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5 Reasons You’re Not Running Quite As Fast As You Want To

5 Reasons You’re Not Running Quite As Fast As You Want To

Do you feel like you’re running in place even when you’re running as hard as you can?

Many runners feel that way, so you’re not alone. Because if you like running, then chances are you want to run faster. Especially if you run any races. Hey, it’s natural to want to beat your time from your last race. Or to set a PR (personal record). After all, who doesn’t want to run faster?

But even if you aren’t into races, or you are not super-competitive, or you just run for fun and fitness, you still probably want to run faster. It’s human nature.

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Yet the formula for running faster isn’t always simple to figure out. There’s no single workout plan that is “guaranteed to make you run faster in 6 weeks or your money back.” Well, maybe there is … but that doesn’t mean it actually works!

Why is running faster so hard to achieve?

You see, there are several factors that can influence how fast you can run. Here are the top 3:

  • Your genes
  • Your effort
  • Your running plan

The first one (your genes) you can’t control, obviously. Sure, you can maximize the physical skills you were born with. And even the slowest among us can still run faster with the right type of training. But not everyone can be Usain Bolt!

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The second one (your effort) you can clearly control. But if effort is all you rely on, you probably won’t see much change in your running speed. Especially since too MUCH effort can actually be counterproductive!

The third one (your running plan) – well, that’s where you can really make a difference in your running performance!

There are lots of good running plans – which can be both good and bad. The key is to find one that fits your schedule, your current ability level, and that you can “tweak” to fit your needs. But even the best plan still has the potential to “flop” if you are making these 5 mistakes:

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1) You run too much

If a little is good, more is better, right? Wrong! When you first start out, you’ll see improvement when you run more just because your body is getting used to the new activity. But over time, running too much – either too many days a week, or too many miles, or both – will lead to burnout, not success. So you need to have a plan that works right for your fitness level and goals. Then follow it. As you become a more advanced runner, you will need to run more to improve more. But you can’t force that to happen – gaining speed takes time. And be sure to listen to your body, especially on those days when rest is better than pushing harder!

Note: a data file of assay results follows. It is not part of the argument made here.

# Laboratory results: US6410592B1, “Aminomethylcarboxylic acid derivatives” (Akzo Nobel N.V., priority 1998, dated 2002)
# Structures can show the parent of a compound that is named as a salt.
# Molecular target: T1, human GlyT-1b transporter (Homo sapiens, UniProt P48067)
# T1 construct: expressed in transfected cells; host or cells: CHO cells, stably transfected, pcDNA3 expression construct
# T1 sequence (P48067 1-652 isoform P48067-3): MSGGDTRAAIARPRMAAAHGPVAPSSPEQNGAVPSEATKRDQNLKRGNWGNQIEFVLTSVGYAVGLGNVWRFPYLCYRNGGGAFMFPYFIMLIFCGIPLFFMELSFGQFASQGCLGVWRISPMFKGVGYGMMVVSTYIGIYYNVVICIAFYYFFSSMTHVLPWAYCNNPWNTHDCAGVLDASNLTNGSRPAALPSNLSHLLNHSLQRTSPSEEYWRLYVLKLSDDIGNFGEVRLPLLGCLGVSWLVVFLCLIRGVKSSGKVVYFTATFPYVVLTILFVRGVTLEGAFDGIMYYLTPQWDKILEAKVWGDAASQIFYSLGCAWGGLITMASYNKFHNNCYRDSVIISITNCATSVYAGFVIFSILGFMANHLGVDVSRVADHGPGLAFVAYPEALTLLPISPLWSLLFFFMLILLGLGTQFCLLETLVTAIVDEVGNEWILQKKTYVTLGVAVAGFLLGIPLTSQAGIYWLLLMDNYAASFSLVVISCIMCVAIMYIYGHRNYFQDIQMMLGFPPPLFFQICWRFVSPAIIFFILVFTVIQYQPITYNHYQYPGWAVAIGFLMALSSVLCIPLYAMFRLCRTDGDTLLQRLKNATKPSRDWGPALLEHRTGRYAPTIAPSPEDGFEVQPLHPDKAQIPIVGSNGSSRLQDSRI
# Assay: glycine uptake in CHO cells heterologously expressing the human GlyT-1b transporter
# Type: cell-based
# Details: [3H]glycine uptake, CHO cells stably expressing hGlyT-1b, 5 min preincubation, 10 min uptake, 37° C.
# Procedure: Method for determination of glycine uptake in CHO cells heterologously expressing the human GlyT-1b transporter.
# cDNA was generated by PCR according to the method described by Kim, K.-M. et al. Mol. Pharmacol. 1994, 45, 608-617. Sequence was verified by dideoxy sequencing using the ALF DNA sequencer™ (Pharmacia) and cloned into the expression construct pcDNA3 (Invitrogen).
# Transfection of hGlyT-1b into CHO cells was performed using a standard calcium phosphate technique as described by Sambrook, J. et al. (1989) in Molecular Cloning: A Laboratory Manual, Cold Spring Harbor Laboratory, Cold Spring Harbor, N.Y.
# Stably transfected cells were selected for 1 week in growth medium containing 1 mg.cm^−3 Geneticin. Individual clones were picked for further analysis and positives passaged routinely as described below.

2) You run too little

On the other hand, if you don’t run enough you won’t get faster either. There’s no magic number for the correct number of days to run, but running more than five days will probably get you hurt (unless you’re an experienced veteran). And running less than three days a week won’t give you enough time on your feet to see any improvement (unless you do a lot of cross-training with other aerobic activities). There are plenty of sample running plans to follow that will point you in the right direction. But don’t be afraid to tweak them a little as you learn what works for you, and what doesn’t!

3) You run too fast, too often

If you want to run fast, you need to train fast. Makes sense. But like many things in life, too much of a good thing leads to diminishing returns. So true with running! Speed work has its place in any running plan. But only in moderation. If you run fast every run, you’ll just be pushing yourself quickly into the ground! Be strategic about training fast. And spend most of your running time at lower intensity (meaning, run slow!) so you allow yourself to run more frequently and efficiently.

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4) Your running is too inconsistent

This might very well be the single most important factor of all – running consistently! Being consistent doesn’t mean being rigid and running through injuries or missing family events or running every single day. And it doesn’t mean you have to run the exact same number of days, week after week, month after month. But you do need to keep on running if you want to keep on improving! And yes, sometimes you have to run when you DON’T have the time, or DON’T have the energy, or just DON’T feel like it. The only way to get faster at running is to keep running regularly.

5) Your running is too random

One of the best running workouts you can do is a fartlek. A what? Yep, a fartlek. Basically, it’s a term for running a variety of different intervals (like running fast until the next street sign, or sprinting from one tree to the next). These random “bursts” of speed can be VERY effective (and make for a fun speed workout!) But being too random with your running plan will not give you the results you want. If you use too much variety then you’ll never build up your speed or endurance. Ideally, you want to gradually and strategically build up your miles and increase your pace – your speed will improve as you stick with it!

Running is one of the BEST activities for people of all ages. It’s fun. It’s a great workout. It’s relatively inexpensive (but please don’t skimp on a good pair of running shoes). And it can be very interactive and socially enjoyable, especially if you join a running group or sign up for a race.

So if you want to get faster – either to improve your race time, or just to feel “awesome” while you run for fun – do yourself a favor, and find a really good running plan, stick with it, and before long you’ll be running faster than ever. Here’s to being the best runner you can be!

Featured photo credit: Photo from Funk Dooby via flickr.com

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Kris Bickell

Fitness blogger

5 Reasons You’re Not Running Quite As Fast As You Want To

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Last Updated on September 18, 2020

7 Simple Rules to Live by to Get in Shape in Two Weeks

7 Simple Rules to Live by to Get in Shape in Two Weeks

Learning how to get in shape and set goals is important if you’re looking to live a healthier lifestyle and get closer to your goal weight. While this does require changes to your daily routine, you’ll find that you are able to look and feel better in only two weeks.